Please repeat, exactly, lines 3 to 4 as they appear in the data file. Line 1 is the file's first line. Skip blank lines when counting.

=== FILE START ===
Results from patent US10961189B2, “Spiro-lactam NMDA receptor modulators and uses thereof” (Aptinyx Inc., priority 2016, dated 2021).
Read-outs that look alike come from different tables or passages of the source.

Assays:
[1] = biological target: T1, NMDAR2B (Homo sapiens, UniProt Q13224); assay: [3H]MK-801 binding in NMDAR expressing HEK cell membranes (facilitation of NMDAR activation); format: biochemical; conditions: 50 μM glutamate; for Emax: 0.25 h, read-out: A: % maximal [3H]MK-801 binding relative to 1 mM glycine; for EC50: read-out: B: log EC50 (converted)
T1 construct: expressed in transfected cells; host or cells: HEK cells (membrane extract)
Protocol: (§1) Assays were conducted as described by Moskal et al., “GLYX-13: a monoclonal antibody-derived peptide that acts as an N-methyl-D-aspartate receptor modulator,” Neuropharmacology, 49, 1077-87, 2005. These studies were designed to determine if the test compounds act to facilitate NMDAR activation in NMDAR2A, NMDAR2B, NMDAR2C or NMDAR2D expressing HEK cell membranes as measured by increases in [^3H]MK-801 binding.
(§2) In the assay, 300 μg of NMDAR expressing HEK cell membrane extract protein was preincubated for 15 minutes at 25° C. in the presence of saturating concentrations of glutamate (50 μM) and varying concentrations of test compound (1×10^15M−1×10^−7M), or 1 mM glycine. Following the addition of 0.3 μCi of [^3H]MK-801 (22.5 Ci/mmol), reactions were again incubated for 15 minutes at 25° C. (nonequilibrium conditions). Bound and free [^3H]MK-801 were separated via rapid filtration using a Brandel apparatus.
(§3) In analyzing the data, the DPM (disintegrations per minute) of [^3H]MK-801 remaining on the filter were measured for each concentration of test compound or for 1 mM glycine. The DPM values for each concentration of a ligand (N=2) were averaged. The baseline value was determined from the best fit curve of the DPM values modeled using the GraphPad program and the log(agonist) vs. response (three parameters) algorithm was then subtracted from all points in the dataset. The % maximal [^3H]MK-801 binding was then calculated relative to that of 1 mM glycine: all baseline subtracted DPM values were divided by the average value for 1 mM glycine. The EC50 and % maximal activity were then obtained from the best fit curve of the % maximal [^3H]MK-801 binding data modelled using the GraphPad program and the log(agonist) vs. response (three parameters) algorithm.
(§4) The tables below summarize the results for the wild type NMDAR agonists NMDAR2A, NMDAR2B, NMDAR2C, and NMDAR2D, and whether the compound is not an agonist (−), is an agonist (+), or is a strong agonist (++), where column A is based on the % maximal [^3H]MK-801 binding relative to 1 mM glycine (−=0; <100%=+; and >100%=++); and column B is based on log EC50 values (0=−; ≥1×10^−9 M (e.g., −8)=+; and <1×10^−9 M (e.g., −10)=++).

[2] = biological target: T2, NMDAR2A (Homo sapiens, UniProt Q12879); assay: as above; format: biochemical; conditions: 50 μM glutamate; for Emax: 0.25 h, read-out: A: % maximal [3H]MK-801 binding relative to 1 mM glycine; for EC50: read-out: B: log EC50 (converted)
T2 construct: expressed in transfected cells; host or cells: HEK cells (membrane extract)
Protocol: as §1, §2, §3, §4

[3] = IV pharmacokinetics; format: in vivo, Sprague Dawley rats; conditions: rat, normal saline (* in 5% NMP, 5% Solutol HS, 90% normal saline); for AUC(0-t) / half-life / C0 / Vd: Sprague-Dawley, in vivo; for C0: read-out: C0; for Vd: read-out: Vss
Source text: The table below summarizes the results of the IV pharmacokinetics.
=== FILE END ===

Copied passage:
Assays:
[1] = biological target: T1, NMDAR2B (Homo sapiens, UniProt Q13224); assay: [3H]MK-801 binding in NMDAR expressing HEK cell membranes (facilitation of NMDAR activation); format: biochemical; conditions: 50 μM glutamate; for Emax: 0.25 h, read-out: A: % maximal [3H]MK-801 binding relative to 1 mM glycine; for EC50: read-out: B: log EC50 (converted)